Specific risks include:

  • Operation failure – In very rare circumstances the operation may have to be abandoned before the flap is transferred. This may be due to technical reasons such as an inability to connect the blood vessels. Although disappointing, it is essential that the surgeon abandon the operation if he/she feels it is impossible to proceed.
  • Flap failure - The main problem at the recipient site is flap loss. There can be blockage at the site where the blood vessels have been connected. This may result in a complete or partial loss of the flap. This is monitored closely while you are in hospital. Treatment may include another operation to resolve the blockage in the blood supply. Smoking increases the chances of flap failure due to the effects of nicotine. Hence the reason why patients who smoked are advised to give up now. If you continue to smoke up until the operation you need to be aware that the risk of flap failure is high. You will not be able to smoke at the time of the operation or in the recovery period while healing occurs. It is important to note that if the flap survives by day 5 the outlook is very good. However, smoking increases the chances of problems for many weeks after this time and so must be avoided. In addition to smoking other high risk factors in flap failure and healing problems include hypertension, previous radiotherapy, obesity, poor nutrition and underlying medical conditions.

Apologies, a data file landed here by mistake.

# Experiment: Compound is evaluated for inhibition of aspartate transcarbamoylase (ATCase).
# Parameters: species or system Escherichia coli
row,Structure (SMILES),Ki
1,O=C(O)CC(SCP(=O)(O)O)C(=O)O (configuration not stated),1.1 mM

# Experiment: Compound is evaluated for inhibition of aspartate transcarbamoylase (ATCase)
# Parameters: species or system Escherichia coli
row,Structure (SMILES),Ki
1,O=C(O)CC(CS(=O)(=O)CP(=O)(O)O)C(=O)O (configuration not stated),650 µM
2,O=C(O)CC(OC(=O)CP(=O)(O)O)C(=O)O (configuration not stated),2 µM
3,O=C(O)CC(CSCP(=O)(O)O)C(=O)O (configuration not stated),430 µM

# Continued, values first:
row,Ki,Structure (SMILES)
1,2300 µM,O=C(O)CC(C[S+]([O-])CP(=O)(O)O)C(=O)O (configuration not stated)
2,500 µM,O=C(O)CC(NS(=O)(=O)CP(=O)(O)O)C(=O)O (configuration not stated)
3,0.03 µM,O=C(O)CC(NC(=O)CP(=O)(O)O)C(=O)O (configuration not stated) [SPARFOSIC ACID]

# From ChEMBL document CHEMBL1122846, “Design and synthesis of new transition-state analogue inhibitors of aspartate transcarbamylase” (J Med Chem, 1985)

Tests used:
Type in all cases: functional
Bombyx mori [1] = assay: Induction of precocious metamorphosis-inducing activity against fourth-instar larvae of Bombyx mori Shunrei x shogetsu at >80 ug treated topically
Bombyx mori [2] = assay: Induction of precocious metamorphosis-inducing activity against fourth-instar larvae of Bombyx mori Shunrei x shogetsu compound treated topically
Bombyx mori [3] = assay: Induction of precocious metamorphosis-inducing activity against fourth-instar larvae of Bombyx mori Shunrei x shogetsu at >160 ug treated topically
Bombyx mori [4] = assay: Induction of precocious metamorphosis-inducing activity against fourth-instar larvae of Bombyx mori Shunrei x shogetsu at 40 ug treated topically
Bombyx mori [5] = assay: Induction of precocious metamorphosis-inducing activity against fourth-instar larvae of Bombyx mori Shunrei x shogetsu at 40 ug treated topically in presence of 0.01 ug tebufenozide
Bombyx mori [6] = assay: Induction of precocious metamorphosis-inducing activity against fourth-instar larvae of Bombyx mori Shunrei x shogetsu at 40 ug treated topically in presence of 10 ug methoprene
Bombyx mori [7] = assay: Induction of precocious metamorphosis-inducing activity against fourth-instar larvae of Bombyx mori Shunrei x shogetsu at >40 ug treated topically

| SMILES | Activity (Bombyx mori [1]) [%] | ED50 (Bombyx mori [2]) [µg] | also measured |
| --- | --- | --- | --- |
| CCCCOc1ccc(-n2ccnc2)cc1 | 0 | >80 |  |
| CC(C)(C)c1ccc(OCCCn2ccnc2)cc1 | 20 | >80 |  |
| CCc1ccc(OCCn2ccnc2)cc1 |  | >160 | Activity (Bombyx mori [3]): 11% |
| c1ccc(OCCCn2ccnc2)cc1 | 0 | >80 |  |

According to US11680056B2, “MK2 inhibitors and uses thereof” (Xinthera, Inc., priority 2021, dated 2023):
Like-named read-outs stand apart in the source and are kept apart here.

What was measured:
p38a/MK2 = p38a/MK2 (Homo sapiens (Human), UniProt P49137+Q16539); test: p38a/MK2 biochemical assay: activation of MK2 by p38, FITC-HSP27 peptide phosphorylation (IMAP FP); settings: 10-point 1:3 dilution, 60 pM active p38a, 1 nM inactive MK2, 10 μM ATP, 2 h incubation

• Partial flap failure – it is more common that only part of the flap does not survive. Usually this can be managed with dressings but may involve another operation.
  • Returning to theatre – This is a complex procedure.  There is a possibility that the blood vessels (the artery or vein) may become blocked in the first few days after surgery. If this occurs you will need to return to surgery for unblocking of the vessels.  This may be necessary in about 5% of cases.